- USD/ZAR & GBP/ZAR breaking beneath key averages
- As USD’s retreat refloats commodity & EM currencies
- ZAR bolstered by improving domestic fundamentals
Image © Pound Sterling Live.
- GBP/ZAR reference rates at publication:
- Spot: 20.10
- Bank transfer rates (indicative guide): 19.39-19.53
- Transfer specialist rates (indicative): 19.91-19.95
- Get a specialist rate quote, here
- Set up an exchange rate alert, here
The Rand rallied as the U.S. Dollar beat a hasty and widespread retreat at the opening of a holiday-shortened week, pushing USD/ZAR and GBP/ZAR beneath key levels on the charts while opening the door in the process to the prospect of further gains ahead for the South African currency.
U.S. Dollar declines lifted all currencies but those with a commodity connection or a high yield appeal were out in front on Tuesday and the South African Rand ticked both boxes to advance smartly on the day, as well as ahead of a busy period for the U.S. economic calendar.
Multiple important figures are due out of the U.S. this week but there’s uncertainty over whether they’ll provide the same degree of support to the Dollar as they have done recently following Friday’s address from Federal Reserve Chairman Jerome Powell.
Above: South African Rand on Tuesday measured against G10 major currencies. Source: Pound Sterling Live.
“US data is likely to be mixed, but markets are expected to continue to focus heavily on the labour market data, as this is perceived to be the key area where a reduction in the FOMC’s dovish tone could come from,” says Annabel Bishop, chief economist at Investec.
Chairman Powell confirmed last Friday that the Fed is likely to begin winding down its quantitative easing programme before year-end but ruffled the Dollar’s feathers when saying the economy will have to pass “a different and substantially more stringent test” before the bank would be willing to lift its own interest rates, evidently disheartening some traders and later reducing the market-implied probability of a Fed rate rise before the end of 2022.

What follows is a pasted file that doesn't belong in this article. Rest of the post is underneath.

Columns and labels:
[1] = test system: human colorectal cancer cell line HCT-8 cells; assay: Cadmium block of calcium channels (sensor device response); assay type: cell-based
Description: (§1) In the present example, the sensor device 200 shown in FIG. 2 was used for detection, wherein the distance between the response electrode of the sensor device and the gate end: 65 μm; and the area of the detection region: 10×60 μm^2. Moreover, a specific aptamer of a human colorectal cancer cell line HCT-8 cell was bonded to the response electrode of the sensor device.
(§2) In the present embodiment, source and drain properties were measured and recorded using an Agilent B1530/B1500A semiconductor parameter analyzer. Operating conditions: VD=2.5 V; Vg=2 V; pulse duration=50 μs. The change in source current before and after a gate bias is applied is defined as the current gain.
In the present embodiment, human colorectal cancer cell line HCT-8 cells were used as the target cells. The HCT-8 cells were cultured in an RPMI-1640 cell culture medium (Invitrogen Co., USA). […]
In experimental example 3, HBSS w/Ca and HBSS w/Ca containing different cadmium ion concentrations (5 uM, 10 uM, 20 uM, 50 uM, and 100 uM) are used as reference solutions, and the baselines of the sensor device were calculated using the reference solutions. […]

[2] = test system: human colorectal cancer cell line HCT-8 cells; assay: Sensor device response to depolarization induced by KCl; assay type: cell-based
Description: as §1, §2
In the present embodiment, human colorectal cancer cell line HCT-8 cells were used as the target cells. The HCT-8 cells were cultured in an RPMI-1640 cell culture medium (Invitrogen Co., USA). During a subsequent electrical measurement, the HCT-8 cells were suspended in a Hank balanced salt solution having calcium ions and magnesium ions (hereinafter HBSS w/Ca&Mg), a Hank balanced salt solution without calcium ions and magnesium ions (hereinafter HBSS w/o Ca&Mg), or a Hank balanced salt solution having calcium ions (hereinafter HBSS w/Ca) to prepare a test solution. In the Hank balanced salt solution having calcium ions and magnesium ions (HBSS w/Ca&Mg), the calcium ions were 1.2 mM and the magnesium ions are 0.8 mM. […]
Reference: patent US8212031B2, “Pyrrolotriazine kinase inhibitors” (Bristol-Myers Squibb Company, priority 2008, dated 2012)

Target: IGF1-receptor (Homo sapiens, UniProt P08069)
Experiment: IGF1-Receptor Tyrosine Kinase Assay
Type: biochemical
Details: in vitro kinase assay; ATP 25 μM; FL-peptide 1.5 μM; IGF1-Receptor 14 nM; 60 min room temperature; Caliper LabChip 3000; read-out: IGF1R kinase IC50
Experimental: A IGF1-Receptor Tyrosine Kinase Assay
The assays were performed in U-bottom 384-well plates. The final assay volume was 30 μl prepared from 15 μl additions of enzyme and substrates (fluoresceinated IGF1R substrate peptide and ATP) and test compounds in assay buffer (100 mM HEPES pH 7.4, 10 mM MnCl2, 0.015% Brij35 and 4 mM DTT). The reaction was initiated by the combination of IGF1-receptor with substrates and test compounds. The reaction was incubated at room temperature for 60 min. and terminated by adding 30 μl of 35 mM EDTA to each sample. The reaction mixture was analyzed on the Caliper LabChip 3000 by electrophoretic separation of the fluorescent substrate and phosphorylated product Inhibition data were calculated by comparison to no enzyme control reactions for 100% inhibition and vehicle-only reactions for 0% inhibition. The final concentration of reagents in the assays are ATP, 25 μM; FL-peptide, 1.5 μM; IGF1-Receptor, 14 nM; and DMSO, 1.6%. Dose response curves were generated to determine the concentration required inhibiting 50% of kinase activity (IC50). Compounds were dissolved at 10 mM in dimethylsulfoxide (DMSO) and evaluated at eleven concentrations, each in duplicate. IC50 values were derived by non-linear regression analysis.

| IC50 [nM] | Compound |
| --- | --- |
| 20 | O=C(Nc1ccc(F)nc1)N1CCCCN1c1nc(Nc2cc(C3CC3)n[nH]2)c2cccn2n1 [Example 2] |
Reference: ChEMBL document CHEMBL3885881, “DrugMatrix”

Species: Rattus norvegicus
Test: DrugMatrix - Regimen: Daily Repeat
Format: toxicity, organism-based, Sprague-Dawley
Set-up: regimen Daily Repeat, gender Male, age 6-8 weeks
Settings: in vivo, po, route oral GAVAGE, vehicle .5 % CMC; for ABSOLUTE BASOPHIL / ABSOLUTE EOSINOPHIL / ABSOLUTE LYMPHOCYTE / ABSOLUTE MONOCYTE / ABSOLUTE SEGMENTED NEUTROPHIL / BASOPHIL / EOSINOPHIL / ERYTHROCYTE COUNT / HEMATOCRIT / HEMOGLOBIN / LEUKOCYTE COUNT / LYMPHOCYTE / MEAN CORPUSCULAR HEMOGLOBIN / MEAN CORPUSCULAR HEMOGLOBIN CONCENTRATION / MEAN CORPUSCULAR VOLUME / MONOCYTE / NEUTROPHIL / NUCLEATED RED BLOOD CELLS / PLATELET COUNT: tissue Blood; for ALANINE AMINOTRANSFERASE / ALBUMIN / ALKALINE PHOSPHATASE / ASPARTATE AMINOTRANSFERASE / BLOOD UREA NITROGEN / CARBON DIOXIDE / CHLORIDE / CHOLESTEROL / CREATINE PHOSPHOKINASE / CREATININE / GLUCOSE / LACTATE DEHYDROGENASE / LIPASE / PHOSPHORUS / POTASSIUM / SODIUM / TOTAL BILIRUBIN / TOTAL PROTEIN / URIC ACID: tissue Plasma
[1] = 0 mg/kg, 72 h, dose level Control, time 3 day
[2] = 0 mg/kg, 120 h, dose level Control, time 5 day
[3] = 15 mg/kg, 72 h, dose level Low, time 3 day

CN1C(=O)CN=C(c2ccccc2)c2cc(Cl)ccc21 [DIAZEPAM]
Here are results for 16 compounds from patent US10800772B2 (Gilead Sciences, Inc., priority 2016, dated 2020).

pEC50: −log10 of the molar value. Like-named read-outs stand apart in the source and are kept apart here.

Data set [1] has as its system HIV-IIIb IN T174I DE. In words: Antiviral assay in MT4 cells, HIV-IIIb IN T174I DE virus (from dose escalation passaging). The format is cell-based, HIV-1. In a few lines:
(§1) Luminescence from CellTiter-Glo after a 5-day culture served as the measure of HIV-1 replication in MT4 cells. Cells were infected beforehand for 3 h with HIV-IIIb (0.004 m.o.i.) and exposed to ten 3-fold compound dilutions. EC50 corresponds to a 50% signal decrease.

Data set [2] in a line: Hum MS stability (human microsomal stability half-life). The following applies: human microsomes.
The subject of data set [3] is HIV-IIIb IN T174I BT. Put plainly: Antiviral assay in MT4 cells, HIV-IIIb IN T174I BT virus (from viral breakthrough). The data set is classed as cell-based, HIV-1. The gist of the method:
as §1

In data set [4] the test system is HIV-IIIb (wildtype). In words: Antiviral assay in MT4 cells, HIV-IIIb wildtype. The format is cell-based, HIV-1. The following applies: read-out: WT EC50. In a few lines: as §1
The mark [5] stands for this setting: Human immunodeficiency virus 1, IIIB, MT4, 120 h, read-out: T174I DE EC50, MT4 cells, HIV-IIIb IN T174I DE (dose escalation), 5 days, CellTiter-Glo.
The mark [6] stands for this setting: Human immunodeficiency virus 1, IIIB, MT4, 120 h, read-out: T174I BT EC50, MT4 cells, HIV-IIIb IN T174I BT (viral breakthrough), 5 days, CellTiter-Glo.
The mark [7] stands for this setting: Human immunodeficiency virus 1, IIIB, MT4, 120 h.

This has been a boon for non-Dollar currencies including the Rand, which pushed a retreating greenback below both 200-day and 200-week moving-averages on the charts this Tuesday in price action that weighed heavily the Pound-to-Rand rate after Sterling proved unable to keep up with its South African counterpart.
“The appreciatory trend remains fundamentally supported by the elevated rand basis, oversized SA trade surpluses and a receding political risk premium. Fiscal risks are still being priced into the fair value assumptions on local bond yields, however, the GDP revision has reduced anxieties around the magnitude of SA’s debt burden,” says Nema Ramkhelawan-Bhana, head of research at Rand Merchant Bank.
Above: Pound-to-Rand rate shown at daily intervals with USD/ZAR. Heads for fourth consecutive loss when crossing below 200-day moving-average.
FX transfers: Secure a retail exchange rate that is between 3-5% stronger than offered by leading banks, learn more. (Advertisement).
Buttressing the Rand in its appreciation this Tuesday and explaining its outperformance over the recent week are previous U.S. Dollar declines as well as last week’s revelation by Statistics South Africa that the country’s economy did not actually shrink as much as was previously feared in 2020.
“The revision to its GDP statistics, with the economy now 11% larger than in June (periodic GDP revisions are normal for economies around the world), sees last year’s debt to GDP ratio around 71% instead of 80%, and a lower trajectory as a ratio of GDP. This has doubtless benefitted the rand as well, although actual planned debt levels have not moderated,” Investec’s Bishop says.